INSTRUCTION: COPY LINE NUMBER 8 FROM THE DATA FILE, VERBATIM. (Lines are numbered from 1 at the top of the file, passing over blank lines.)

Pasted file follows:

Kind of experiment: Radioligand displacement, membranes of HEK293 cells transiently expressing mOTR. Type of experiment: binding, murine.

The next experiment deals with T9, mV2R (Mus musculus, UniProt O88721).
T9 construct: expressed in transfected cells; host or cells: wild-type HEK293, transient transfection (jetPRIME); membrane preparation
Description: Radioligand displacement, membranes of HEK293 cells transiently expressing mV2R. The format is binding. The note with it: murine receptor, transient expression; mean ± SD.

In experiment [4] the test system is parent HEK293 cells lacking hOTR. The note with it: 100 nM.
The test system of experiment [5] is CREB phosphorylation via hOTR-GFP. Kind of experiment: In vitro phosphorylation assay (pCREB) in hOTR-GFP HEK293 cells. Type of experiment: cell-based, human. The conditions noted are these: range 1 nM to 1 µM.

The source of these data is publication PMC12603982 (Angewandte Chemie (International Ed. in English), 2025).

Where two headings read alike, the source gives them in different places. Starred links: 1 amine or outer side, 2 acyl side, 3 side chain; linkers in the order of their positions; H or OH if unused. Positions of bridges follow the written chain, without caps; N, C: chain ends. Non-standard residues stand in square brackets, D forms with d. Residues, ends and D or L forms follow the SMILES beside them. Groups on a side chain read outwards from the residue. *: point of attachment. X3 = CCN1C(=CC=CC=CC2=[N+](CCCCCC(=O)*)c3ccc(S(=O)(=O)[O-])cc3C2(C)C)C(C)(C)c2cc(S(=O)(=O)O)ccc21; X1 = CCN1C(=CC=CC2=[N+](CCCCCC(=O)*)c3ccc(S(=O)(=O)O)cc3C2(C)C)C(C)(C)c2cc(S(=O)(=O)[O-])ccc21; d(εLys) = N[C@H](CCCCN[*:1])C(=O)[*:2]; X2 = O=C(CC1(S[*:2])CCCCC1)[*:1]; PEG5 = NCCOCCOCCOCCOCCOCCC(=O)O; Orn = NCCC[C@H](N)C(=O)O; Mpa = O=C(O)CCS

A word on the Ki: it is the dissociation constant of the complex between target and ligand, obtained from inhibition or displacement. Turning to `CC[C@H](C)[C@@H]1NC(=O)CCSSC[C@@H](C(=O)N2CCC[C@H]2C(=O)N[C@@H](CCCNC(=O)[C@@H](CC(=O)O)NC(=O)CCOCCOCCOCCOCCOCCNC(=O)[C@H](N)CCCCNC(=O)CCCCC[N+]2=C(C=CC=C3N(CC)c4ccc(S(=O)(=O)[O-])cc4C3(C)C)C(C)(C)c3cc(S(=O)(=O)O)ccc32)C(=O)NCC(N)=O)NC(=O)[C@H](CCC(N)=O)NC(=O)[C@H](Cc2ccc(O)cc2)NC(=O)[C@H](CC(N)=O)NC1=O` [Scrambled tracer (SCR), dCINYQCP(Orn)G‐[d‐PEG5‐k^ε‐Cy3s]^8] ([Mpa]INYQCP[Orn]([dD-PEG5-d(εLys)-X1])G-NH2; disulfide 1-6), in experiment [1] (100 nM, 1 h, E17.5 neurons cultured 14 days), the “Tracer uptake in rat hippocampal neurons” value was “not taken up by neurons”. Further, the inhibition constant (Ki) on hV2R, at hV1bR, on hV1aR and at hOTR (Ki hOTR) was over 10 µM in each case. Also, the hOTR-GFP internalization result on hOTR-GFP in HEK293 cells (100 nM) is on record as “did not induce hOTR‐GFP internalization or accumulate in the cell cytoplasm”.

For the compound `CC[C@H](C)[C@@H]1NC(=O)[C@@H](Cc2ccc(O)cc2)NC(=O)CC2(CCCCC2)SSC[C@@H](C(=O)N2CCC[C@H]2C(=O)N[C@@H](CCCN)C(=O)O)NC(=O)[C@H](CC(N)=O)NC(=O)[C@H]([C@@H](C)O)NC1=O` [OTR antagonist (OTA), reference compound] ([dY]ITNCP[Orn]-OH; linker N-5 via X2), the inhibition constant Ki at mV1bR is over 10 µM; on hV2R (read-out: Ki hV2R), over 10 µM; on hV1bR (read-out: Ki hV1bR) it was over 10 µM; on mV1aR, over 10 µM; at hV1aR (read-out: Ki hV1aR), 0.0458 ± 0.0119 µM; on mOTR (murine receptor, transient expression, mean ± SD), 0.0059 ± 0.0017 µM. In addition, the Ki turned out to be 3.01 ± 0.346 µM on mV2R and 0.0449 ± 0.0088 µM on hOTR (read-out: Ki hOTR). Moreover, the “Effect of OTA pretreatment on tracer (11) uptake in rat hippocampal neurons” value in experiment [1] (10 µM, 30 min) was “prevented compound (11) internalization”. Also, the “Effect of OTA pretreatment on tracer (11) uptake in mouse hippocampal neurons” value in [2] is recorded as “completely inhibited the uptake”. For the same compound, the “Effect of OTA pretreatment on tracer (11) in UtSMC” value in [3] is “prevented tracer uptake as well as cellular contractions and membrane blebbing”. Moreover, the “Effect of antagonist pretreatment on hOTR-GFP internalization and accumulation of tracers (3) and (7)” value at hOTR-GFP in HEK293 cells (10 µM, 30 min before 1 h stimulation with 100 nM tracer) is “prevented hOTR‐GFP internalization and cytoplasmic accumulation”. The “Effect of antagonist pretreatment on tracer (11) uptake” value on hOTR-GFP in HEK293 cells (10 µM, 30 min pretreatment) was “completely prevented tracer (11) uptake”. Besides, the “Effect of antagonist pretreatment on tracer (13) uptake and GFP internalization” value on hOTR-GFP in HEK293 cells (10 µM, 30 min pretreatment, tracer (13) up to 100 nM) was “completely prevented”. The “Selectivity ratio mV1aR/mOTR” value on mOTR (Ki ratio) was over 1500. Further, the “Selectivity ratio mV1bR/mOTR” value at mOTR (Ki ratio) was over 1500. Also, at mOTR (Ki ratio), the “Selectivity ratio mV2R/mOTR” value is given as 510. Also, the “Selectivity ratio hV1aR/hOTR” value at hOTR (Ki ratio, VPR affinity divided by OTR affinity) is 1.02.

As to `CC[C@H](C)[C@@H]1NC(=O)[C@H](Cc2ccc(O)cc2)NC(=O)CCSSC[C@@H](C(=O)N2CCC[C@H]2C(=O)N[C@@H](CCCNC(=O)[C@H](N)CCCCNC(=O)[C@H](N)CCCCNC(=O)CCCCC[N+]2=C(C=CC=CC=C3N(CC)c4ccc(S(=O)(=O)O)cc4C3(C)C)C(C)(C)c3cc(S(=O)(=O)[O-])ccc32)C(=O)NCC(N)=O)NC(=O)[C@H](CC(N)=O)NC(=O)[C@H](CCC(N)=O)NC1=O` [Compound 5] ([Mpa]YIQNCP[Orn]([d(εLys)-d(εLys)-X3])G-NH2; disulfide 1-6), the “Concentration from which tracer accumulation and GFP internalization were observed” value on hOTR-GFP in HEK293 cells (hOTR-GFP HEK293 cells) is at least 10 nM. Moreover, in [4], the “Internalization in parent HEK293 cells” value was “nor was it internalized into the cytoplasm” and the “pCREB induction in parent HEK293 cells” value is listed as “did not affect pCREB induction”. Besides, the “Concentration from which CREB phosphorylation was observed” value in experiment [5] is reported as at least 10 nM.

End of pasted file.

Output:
Where two headings read alike, the source gives them in different places. Starred links: 1 amine or outer side, 2 acyl side, 3 side chain; linkers in the order of their positions; H or OH if unused. Positions of bridges follow the written chain, without caps; N, C: chain ends. Non-standard residues stand in square brackets, D forms with d. Residues, ends and D or L forms follow the SMILES beside them. Groups on a side chain read outwards from the residue. *: point of attachment. X3 = CCN1C(=CC=CC=CC2=[N+](CCCCCC(=O)*)c3ccc(S(=O)(=O)[O-])cc3C2(C)C)C(C)(C)c2cc(S(=O)(=O)O)ccc21; X1 = CCN1C(=CC=CC2=[N+](CCCCCC(=O)*)c3ccc(S(=O)(=O)O)cc3C2(C)C)C(C)(C)c2cc(S(=O)(=O)[O-])ccc21; d(εLys) = N[C@H](CCCCN[*:1])C(=O)[*:2]; X2 = O=C(CC1(S[*:2])CCCCC1)[*:1]; PEG5 = NCCOCCOCCOCCOCCOCCC(=O)O; Orn = NCCC[C@H](N)C(=O)O; Mpa = O=C(O)CCS